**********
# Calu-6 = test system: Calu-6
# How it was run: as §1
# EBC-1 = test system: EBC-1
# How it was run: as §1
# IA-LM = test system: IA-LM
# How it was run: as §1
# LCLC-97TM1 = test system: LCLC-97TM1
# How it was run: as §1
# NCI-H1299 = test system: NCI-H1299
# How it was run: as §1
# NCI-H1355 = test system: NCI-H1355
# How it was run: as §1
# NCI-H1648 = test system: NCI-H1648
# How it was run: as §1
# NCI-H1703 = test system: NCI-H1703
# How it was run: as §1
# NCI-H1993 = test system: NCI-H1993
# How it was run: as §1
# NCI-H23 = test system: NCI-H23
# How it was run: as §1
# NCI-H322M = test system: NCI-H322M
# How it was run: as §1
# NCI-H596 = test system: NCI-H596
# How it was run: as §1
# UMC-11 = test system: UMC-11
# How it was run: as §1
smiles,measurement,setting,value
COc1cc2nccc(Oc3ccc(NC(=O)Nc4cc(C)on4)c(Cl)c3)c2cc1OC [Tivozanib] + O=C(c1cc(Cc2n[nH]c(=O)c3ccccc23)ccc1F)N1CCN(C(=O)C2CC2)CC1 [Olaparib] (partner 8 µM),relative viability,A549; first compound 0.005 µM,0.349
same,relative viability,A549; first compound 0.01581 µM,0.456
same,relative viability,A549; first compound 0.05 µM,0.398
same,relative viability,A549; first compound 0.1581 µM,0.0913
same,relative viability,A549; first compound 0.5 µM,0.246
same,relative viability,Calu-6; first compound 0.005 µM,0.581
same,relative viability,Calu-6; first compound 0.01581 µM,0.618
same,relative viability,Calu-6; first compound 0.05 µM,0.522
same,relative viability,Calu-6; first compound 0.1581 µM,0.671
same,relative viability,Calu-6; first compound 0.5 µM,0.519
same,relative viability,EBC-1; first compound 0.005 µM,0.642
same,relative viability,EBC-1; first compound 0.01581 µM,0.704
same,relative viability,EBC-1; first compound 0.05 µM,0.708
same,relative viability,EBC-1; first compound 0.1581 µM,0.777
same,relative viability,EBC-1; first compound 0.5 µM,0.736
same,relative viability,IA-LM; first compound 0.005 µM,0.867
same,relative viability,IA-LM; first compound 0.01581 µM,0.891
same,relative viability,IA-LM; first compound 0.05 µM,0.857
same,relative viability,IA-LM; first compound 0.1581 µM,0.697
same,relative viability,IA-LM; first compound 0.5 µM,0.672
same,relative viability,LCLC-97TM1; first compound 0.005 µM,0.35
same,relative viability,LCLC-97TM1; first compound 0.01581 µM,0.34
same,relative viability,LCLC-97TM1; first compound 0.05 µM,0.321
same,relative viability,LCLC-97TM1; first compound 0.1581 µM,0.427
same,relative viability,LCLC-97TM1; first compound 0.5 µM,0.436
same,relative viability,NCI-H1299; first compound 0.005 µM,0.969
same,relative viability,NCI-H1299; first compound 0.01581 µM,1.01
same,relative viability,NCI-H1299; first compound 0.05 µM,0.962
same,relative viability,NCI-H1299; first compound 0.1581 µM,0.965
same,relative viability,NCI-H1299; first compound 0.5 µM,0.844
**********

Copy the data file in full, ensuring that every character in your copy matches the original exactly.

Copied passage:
# Calu-6 = test system: Calu-6
# How it was run: as §1
# EBC-1 = test system: EBC-1
# How it was run: as §1
# IA-LM = test system: IA-LM
# How it was run: as §1
# LCLC-97TM1 = test system: LCLC-97TM1
# How it was run: as §1
# NCI-H1299 = test system: NCI-H1299
# How it was run: as §1
# NCI-H1355 = test system: NCI-H1355
# How it was run: as §1
# NCI-H1648 = test system: NCI-H1648
# How it was run: as §1
# NCI-H1703 = test system: NCI-H1703
# How it was run: as §1
# NCI-H1993 = test system: NCI-H1993
# How it was run: as §1
# NCI-H23 = test system: NCI-H23
# How it was run: as §1
# NCI-H322M = test system: NCI-H322M
# How it was run: as §1
# NCI-H596 = test system: NCI-H596
# How it was run: as §1
# UMC-11 = test system: UMC-11
# How it was run: as §1
smiles,measurement,setting,value
COc1cc2nccc(Oc3ccc(NC(=O)Nc4cc(C)on4)c(Cl)c3)c2cc1OC [Tivozanib] + O=C(c1cc(Cc2n[nH]c(=O)c3ccccc23)ccc1F)N1CCN(C(=O)C2CC2)CC1 [Olaparib] (partner 8 µM),relative viability,A549; first compound 0.005 µM,0.349
same,relative viability,A549; first compound 0.01581 µM,0.456
same,relative viability,A549; first compound 0.05 µM,0.398
same,relative viability,A549; first compound 0.1581 µM,0.0913
same,relative viability,A549; first compound 0.5 µM,0.246
same,relative viability,Calu-6; first compound 0.005 µM,0.581
same,relative viability,Calu-6; first compound 0.01581 µM,0.618
same,relative viability,Calu-6; first compound 0.05 µM,0.522
same,relative viability,Calu-6; first compound 0.1581 µM,0.671
same,relative viability,Calu-6; first compound 0.5 µM,0.519
same,relative viability,EBC-1; first compound 0.005 µM,0.642
same,relative viability,EBC-1; first compound 0.01581 µM,0.704
same,relative viability,EBC-1; first compound 0.05 µM,0.708
same,relative viability,EBC-1; first compound 0.1581 µM,0.777
same,relative viability,EBC-1; first compound 0.5 µM,0.736
same,relative viability,IA-LM; first compound 0.005 µM,0.867
same,relative viability,IA-LM; first compound 0.01581 µM,0.891
same,relative viability,IA-LM; first compound 0.05 µM,0.857
same,relative viability,IA-LM; first compound 0.1581 µM,0.697
same,relative viability,IA-LM; first compound 0.5 µM,0.672
same,relative viability,LCLC-97TM1; first compound 0.005 µM,0.35
same,relative viability,LCLC-97TM1; first compound 0.01581 µM,0.34
same,relative viability,LCLC-97TM1; first compound 0.05 µM,0.321
same,relative viability,LCLC-97TM1; first compound 0.1581 µM,0.427
same,relative viability,LCLC-97TM1; first compound 0.5 µM,0.436
same,relative viability,NCI-H1299; first compound 0.005 µM,0.969
same,relative viability,NCI-H1299; first compound 0.01581 µM,1.01
same,relative viability,NCI-H1299; first compound 0.05 µM,0.962
same,relative viability,NCI-H1299; first compound 0.1581 µM,0.965
same,relative viability,NCI-H1299; first compound 0.5 µM,0.844